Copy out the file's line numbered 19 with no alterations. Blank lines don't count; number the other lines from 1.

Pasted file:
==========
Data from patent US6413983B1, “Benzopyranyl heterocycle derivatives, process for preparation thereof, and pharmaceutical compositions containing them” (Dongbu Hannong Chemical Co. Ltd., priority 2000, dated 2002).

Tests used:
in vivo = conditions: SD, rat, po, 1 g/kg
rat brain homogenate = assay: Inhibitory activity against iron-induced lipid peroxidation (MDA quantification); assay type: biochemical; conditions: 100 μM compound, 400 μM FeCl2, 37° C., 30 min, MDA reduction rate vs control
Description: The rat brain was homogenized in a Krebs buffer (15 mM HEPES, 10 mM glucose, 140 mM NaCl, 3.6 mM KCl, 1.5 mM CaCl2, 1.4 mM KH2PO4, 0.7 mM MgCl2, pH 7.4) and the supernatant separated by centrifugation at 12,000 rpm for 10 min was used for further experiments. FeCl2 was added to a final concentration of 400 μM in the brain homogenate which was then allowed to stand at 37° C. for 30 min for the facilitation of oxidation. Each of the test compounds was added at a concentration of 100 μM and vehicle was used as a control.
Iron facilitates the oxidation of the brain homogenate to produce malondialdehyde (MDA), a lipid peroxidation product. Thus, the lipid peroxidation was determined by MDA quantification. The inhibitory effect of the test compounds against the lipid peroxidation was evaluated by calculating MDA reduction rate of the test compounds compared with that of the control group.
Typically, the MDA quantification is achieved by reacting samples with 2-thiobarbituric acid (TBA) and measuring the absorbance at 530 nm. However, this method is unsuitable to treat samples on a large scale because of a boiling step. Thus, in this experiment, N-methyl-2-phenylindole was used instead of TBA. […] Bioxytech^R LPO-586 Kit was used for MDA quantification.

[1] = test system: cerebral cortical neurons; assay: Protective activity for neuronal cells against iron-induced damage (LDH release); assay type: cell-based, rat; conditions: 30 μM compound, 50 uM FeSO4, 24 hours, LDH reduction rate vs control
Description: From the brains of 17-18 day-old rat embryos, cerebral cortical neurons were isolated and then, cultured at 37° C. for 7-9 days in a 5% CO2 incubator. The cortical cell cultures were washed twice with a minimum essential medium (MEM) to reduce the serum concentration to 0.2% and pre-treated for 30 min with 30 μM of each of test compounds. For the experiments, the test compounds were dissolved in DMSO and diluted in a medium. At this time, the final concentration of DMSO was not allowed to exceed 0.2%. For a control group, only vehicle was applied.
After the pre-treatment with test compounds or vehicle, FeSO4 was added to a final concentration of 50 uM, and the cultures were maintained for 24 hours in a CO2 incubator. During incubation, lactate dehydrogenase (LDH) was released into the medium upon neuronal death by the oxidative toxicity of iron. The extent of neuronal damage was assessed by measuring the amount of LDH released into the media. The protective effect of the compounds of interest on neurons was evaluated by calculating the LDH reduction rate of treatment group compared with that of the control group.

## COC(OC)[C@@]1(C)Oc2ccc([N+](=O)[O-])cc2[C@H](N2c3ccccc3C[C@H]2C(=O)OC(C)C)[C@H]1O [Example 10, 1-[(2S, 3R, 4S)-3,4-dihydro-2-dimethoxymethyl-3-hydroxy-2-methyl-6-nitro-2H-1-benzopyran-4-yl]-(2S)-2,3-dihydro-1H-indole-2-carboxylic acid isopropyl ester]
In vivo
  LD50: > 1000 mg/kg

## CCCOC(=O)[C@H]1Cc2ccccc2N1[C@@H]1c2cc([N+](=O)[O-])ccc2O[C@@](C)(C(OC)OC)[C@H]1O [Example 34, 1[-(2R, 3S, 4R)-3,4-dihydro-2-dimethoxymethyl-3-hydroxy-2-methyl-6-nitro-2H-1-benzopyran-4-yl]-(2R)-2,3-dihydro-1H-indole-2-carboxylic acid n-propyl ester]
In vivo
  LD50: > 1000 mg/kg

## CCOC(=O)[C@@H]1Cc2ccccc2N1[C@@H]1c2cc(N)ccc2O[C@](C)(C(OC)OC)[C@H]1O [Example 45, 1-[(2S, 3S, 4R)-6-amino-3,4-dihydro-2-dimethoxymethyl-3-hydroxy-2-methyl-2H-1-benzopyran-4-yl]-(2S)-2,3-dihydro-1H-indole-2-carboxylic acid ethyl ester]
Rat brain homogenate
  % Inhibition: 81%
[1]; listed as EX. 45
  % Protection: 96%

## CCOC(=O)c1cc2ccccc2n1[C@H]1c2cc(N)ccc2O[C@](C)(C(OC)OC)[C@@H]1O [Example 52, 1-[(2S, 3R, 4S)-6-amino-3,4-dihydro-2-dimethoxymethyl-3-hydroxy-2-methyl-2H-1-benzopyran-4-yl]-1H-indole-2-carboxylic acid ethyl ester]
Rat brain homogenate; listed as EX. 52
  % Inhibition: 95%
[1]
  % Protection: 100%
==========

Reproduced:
  % Inhibition: 81%